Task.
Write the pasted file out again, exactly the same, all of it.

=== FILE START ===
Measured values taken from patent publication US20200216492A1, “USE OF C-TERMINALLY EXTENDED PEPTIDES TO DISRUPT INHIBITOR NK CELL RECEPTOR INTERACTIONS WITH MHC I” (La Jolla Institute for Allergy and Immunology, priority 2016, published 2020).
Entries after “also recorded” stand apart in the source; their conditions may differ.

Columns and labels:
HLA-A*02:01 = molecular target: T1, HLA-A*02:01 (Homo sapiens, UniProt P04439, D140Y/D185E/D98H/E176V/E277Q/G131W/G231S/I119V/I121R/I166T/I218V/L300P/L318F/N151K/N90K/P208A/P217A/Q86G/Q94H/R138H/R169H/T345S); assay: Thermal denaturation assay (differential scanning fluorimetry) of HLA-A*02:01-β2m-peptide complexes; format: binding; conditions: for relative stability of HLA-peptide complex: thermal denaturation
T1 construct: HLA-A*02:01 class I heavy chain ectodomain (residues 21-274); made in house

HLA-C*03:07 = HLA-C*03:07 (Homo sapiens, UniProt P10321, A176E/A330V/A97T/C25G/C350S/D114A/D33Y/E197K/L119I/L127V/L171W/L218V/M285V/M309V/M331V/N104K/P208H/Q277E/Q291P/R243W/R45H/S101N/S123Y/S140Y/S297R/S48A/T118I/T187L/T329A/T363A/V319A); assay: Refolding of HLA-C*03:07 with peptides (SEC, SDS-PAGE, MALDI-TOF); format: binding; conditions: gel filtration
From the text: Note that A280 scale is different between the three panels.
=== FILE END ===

Measured values taken from patent publication US20200216492A1, “USE OF C-TERMINALLY EXTENDED PEPTIDES TO DISRUPT INHIBITOR NK CELL RECEPTOR INTERACTIONS WITH MHC I” (La Jolla Institute for Allergy and Immunology, priority 2016, published 2020).
Entries after “also recorded” stand apart in the source; their conditions may differ.

Columns and labels:
HLA-A*02:01 = molecular target: T1, HLA-A*02:01 (Homo sapiens, UniProt P04439, D140Y/D185E/D98H/E176V/E277Q/G131W/G231S/I119V/I121R/I166T/I218V/L300P/L318F/N151K/N90K/P208A/P217A/Q86G/Q94H/R138H/R169H/T345S); assay: Thermal denaturation assay (differential scanning fluorimetry) of HLA-A*02:01-β2m-peptide complexes; format: binding; conditions: for relative stability of HLA-peptide complex: thermal denaturation
T1 construct: HLA-A*02:01 class I heavy chain ectodomain (residues 21-274); made in house

HLA-C*03:07 = HLA-C*03:07 (Homo sapiens, UniProt P10321, A176E/A330V/A97T/C25G/C350S/D114A/D33Y/E197K/L119I/L127V/L171W/L218V/M285V/M309V/M331V/N104K/P208H/Q277E/Q291P/R243W/R45H/S101N/S123Y/S140Y/S297R/S48A/T118I/T187L/T329A/T363A/V319A); assay: Refolding of HLA-C*03:07 with peptides (SEC, SDS-PAGE, MALDI-TOF); format: binding; conditions: gel filtration
From the text: Note that A280 scale is different between the three panels.